Mechanical Complications from Insertion of Subclavian Venous Feeding Catheters: Comparison of de Novo Percutaneous Venipuncture to Change of Catheter Over Guidewire

H. H. Newsome, Carl W. Armstrong, Glen C. Mayhall, Harvey J. Sugerman, Kathy Miller, Alan Rich, Harry Dalton

Research output: Contribution to journalArticle

32 Scopus citations

Abstract

Since a percutaneous catheter insertion into the subclavian vein can be tedious, time consuming, and risky, we have compared the morbidity of 137 de novo subclavian catheter insertions to that of 93 reinsertions over guidewire. Mechanical complications were significantly higher (p < 0.03) in those with catheter insertions (8.8%) than in those with the guidewire insertions (2.2%). These included pneumothorax (4), arterial puncture (4), catheter-size bleed (3), and hemothorax (1) in the catheter insertion group and local bleeding (1) and hydrothorax (1) in the guidewire insertion group. The difference in complications between methods is probably inherent in the techniques. Operator experience was not a factor: 55% of the physicians in each group had previously done less than 26 subclavian venous catheterizations. Preliminary analysis indicates that the infection rate, as determined by semiquantitative, cultures, is the same in each group. When considering the equal potential for infection, we conclude that change over a guidewire is an acceptable alternative to contralateral de novo percutaneous subclavian venipuncture for feeding catheter insertion. In view of fewer mechanical complications and greater ease of insertion, change of subclavian feeding catheters by guidewire is probably the method of choice. (Journal of Parenteral and Enteral Nutrition 8:560-562, 1984).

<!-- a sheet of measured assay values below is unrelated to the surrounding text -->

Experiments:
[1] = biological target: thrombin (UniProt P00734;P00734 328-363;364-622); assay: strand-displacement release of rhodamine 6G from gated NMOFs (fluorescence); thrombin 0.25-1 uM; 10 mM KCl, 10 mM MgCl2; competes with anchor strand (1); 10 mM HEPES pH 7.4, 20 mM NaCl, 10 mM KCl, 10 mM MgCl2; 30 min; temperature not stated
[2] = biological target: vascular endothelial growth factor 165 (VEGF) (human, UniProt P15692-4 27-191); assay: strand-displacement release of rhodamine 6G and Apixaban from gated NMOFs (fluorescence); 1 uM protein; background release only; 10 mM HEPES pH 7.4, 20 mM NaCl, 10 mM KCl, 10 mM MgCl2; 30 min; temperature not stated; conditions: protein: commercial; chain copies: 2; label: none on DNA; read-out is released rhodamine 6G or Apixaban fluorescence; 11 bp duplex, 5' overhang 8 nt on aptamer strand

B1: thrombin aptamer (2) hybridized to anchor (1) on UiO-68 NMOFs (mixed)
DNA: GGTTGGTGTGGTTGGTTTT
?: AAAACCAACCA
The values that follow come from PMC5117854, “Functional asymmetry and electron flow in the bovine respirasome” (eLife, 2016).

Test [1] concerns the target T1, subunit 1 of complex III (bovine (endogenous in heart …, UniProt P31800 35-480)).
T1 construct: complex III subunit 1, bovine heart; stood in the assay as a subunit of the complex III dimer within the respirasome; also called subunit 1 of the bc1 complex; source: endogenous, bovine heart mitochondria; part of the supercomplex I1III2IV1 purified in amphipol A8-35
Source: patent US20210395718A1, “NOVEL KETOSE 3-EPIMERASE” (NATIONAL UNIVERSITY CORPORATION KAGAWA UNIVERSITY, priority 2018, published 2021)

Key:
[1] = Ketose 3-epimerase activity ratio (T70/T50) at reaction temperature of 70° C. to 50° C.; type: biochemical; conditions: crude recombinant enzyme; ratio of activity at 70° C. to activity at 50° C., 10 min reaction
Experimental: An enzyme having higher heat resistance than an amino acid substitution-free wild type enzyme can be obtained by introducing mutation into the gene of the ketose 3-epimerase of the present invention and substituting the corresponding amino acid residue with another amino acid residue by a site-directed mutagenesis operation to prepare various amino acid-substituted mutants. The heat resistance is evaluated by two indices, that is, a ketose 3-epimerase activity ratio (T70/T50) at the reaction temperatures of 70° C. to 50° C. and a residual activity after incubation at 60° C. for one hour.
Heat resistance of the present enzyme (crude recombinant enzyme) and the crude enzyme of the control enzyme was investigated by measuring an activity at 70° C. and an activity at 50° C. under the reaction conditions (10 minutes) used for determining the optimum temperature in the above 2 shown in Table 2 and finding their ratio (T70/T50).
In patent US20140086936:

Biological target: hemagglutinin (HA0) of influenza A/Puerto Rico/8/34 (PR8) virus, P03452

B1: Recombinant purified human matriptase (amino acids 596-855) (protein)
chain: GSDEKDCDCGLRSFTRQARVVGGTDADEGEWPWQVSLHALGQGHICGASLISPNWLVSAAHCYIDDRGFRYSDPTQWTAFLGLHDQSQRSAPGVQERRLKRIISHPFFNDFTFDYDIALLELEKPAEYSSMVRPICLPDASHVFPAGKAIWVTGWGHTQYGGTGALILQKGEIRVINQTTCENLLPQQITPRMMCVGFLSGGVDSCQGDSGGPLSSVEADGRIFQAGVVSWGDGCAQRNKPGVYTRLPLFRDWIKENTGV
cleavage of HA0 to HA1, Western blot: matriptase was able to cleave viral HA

Original languageEnglish (US)
Pages (from-to)560-562
Number of pages3
JournalJournal of Parenteral and Enteral Nutrition
Volume8
Issue number5
DOIs
StatePublished - Sep 1984

ASJC Scopus subject areas

  • Medicine (miscellaneous)
  • Nutrition and Dietetics

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